FAQ: Airport Database

Q: Where did the airport data come from?
A: The location database (it includes heliports, seaplane bases, spaceports, railway stations, and other locations besides airports) is derived from a variety of sources. Sources are listed on the credits page. Custom software and a great deal of manual editing is used to audit and combine data from these sources into a single, comprehensive database.
Q: Why isn't data from IATA used?
A: IATA charges a prohibiively large and recurring price for their data. In addition, the reliability of IATA data is uncertain. In one example IATA had a very precise location for an airport (down to a fraction of an arc second) which was over 30 kilometers away from the correct location for the airport.
Q: What is DAFIF and what happened to it?
A: DAFIF® is a compendium of aeronautical data produced by the National Geospatial-Intelligence Agency. NGA ceased distributing DAFIF to the public (it is still maintained for US military use) effective 1 October 2006. DAFIF data that was effective at the time is still used in the Great Circle Mapper's database but is being steadily replaced with data from other sources.
Q: How much authoritative airport data is used?
A: Authoritative data from over 40 countries is included in the Great Circle Mapper's location database. Generally this is found in a document known as the Aeronautical Information Publication (AIP) but occasionally is published in other forms.
Q: Why isn't authoritative data from AIP Australia used?
A: The Australian government charges an exorbitant price for most official aviation data and places stringent restrictions on its republication. It would not be possible to offer the Great Circle Mapper as a free resource if it included this data.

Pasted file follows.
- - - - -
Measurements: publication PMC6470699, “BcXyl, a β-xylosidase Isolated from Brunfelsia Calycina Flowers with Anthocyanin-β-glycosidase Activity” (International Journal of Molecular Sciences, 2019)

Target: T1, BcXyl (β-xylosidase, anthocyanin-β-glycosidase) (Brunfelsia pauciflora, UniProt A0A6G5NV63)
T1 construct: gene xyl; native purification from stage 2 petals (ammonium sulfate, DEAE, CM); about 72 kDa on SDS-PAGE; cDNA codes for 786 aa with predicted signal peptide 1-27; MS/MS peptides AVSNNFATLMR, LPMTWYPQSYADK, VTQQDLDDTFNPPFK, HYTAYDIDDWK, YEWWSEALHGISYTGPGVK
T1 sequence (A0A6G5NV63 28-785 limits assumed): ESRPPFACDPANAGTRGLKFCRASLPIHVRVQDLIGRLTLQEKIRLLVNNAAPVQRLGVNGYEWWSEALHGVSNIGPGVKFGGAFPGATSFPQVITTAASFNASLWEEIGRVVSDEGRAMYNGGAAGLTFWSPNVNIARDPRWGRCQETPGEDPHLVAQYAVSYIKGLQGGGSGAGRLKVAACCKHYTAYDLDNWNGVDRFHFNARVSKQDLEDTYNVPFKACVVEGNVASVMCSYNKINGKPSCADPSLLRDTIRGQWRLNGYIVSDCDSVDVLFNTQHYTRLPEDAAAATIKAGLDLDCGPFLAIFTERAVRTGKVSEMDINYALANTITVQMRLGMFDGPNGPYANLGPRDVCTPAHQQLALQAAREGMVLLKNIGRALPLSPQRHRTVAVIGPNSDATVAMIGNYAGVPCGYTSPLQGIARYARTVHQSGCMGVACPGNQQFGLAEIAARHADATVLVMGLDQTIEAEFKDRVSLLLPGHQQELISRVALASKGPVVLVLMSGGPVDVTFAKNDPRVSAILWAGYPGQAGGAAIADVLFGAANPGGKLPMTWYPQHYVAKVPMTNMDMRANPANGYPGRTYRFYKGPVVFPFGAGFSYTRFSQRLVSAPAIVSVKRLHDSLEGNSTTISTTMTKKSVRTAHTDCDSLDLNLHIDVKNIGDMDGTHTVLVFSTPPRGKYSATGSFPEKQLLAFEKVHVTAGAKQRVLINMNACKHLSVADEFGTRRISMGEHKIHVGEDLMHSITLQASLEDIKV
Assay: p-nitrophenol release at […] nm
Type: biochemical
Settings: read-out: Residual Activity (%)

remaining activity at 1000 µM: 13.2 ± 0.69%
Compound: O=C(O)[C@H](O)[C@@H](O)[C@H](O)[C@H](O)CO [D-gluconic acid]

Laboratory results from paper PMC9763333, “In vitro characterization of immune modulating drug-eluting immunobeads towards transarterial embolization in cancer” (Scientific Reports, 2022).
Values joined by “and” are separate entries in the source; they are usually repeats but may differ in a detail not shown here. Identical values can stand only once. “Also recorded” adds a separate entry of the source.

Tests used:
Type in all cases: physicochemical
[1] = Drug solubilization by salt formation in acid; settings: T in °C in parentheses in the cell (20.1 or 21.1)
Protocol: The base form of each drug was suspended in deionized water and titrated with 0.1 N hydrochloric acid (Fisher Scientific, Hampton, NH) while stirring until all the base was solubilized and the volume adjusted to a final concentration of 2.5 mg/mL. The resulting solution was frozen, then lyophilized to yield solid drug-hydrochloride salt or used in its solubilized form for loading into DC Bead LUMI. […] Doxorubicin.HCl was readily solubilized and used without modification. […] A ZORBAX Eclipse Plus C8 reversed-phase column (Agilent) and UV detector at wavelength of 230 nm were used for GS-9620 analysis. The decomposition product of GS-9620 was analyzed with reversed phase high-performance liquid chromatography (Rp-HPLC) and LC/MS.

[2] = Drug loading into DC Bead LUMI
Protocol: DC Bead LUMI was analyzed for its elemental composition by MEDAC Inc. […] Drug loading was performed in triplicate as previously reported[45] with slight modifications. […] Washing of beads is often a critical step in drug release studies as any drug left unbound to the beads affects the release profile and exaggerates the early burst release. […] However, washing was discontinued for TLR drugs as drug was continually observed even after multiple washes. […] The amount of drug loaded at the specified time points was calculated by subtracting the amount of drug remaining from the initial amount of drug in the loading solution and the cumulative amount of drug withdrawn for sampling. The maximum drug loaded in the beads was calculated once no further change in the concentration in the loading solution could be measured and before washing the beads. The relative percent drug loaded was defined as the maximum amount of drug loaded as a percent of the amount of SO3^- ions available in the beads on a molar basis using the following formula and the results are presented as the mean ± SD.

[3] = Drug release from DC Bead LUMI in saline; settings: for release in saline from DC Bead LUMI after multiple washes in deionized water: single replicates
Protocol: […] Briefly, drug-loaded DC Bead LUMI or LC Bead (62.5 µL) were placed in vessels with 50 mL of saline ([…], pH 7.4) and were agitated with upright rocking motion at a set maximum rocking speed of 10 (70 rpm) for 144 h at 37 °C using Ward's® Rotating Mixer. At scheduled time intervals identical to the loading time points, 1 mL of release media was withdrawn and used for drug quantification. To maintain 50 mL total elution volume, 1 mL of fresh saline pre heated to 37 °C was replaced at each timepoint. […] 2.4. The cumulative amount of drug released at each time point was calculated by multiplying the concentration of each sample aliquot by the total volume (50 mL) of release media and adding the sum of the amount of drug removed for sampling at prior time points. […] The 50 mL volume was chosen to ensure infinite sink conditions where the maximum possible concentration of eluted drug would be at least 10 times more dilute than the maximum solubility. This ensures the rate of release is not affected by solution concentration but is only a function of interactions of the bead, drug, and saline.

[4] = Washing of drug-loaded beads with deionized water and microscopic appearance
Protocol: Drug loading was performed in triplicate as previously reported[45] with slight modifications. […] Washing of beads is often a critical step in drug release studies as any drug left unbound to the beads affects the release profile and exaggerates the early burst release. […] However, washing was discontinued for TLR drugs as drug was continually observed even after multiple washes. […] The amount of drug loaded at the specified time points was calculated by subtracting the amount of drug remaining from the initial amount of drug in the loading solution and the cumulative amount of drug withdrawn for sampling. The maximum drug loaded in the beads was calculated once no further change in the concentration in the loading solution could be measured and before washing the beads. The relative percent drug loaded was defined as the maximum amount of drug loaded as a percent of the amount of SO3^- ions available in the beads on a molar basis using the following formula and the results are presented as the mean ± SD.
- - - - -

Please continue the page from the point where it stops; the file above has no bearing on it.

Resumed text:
Q: Why isn't authoritative data from AIP China used?
A: The Chinese government sells AIP data for a substantial annual fee. Data for most Chinese airports has been compiled from free sources.
Q: Why isn't official data from other countries used?
A: Official data from over 40 countries is included in the database.

Some countries sell their AIP data or have relationships with commercial entities which sell this data or place copyright restrictions on the use of their data. Data for these countries has been compiled from free sources in order to allow the Great Circle Mapper to be available as a free resouce.

Other countries have freely available AIP data which have yet to be incorporated into the Great Circle Mapper's database. This data is being incorporated as time and resources permit.

Q: What does AIP mean?
A: AIP is an acronym for Aeronautical Information Publication. Defined by the International Civil Aviation Organization (ICAO), a country or its delegate publishes lasting aeronautical information (as opposed to transient information published via NOTAMs, aviation circulars, and similar notices) via an AIP.

AIPs are effective on a fixed, 28-day cycle known as an Aeronautial Information Regulation And Control (AIRAC) cycle. Some countries, including the United States, use a 56-day double AIRAC cycle. Updates are distributed well in advance of the cycle's effective date to allow time for systems to be updated with the new data before it takes effect.

For more information, see the Aeronautical Information Publication article at Wikipedia.

Q: I found a problem in the data. Will you fix it?
A: The Great Circle Mapper strives to have the best airport data that can be assembled. Please report database errors via e-mail to karl@kls2.com. Once verified, they will be fixed as soon as possible.
Q: Can I have a copy of the database?
A: Subsets of the Great Circle Mapper's airport database will be available for sale in the near future. Please check back for availability.
Q: How many locations are in the database?
A: At the time this was written (August 2015), the Great Circle Mapper's database included nearly 49,600 codes representing nearly 39,000 locations.

Back to main FAQ page


Copyright © 1996-2018 Karl L. Swartz. All rights reserved.
The Great Circle Mapper name and logo are trademarks of the Great Circle Mapper.
All other trademarks mentioned herein belong to their respective owners.
Please see credits for attibutions and further copyright information.

  Follow gcmap on Facebook Follow gcmap on Twitter Follow gcmap on Google+ GCmap on LinkedIn